Pets Eating Animals

Can vegans have pets? Doesn’t confining an animal express just the speciesist domination vegans reject? To me, pets and vegans are—for the most part—indeed irreconcilable; there’s nothing vegan about breeding an animal, buying an animal, or choosing an animal based on its cuteness. And yet I live with two cats, because I believe that those pets already alive deserve a home. I think it is relatively more „vegan“ to adopt a pet than to ignore the abundance of animals living in shelters because „vegans shouldn’t have pets.“

But if vegans have pets, what should we feed them? When people object to our own veganism, we can gently remind them that it is our own private „bigotry“ we’re exercising and own physical health we’re „jeopardizing.“ If they think we’re joyless and healthless, at least we can point out that we have every right to be. But when it comes to feeding a pet—much like a baby—it is not just our bodies we’re talking about. From my experience, feeding your pet only plants is contested even among vegans. And you’d be surprised how many omnivores suddenly defend an animal’s right to health, when you tell them your pet is vegan.

The most common argument against vegan pet diets is that veganism is not „natural“ or healthy for dogs and cats. Studies have shown that dogs can live perfectly well without meat, while most evidence for vegan cats has been anecdotal. The lone peer-reviewed study monitoring health in vegan cats found no significant nutritional deficiencies. I’m not a vet, so I’ll focus on the moral argument of veganism being „unnatural“ for cats and dogs.

There’s nothing natural about cats and dogs in the first place. Humans have bred them for their needs, and cats and dogs barely survive if marooned in nature. Cats and dogs simply aren’t „natural“ animals to begin with. This of course doesn’t mean that they’re not worthy of respectful treatment. They, like all living beings, should lead the life closest to their needs. But what if those „needs“ interfere with other animals’ right to a life adequate to their needs? By feeding my cat meat, am I not suggesting that my cat is more important than the animal I’m feeding it? And isn’t that just as speciesist as the notion that humans have a right to eat other animals? And anyway, few cats and dogs hunt their own prey, and the argument that meat is the „natural“ food for them quickly loses its merit when that meat comes from a cow. Cats „naturally“ hunt mice, small birds or little fish, but you’d be hard pressed to find these species among the dozens of animals contained in the average can of pet food.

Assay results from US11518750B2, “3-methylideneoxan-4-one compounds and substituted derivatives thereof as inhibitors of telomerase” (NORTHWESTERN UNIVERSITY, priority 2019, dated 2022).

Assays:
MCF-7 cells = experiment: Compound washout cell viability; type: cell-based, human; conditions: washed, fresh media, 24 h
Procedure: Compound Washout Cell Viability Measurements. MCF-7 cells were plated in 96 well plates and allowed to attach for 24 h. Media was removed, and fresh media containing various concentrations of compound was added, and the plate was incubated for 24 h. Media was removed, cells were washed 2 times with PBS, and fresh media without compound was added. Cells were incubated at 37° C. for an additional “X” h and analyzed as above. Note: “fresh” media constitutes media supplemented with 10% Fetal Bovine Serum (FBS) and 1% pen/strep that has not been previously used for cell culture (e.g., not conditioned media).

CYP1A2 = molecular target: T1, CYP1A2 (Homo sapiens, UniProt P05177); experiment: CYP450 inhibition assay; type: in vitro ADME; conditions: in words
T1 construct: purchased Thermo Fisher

In sum, not only are cats and dogs not „natural“ creatures and the notion of their „natural“ place in the food chain is therefore wobbly at best, this idea becomes even more absurd when you think that pets are fed animals thirty times their size or from continents they would never „naturally“ roam.

Let’s suppose for a moment it were „natural“ for cats and dogs to eat the meat we serve them. Let’s say it were the healthiest and tastiest meal we could provide. So what? Since when does natural mean right? And isn’t veganism based on the idea that what is tasty, healthy, or customary isn’t necessarily morally right? It is speciesist to argue that my cat’s eating pleasure and health are more important than another animal’s livelihood.

The question what we should feed the animals we live with is contested even within the vegan community—which is exactly why we should be talking about it. Being vegan and having pets is a contradiction, but it’s one we’ll have to deal with as long as there are pets waiting in shelters.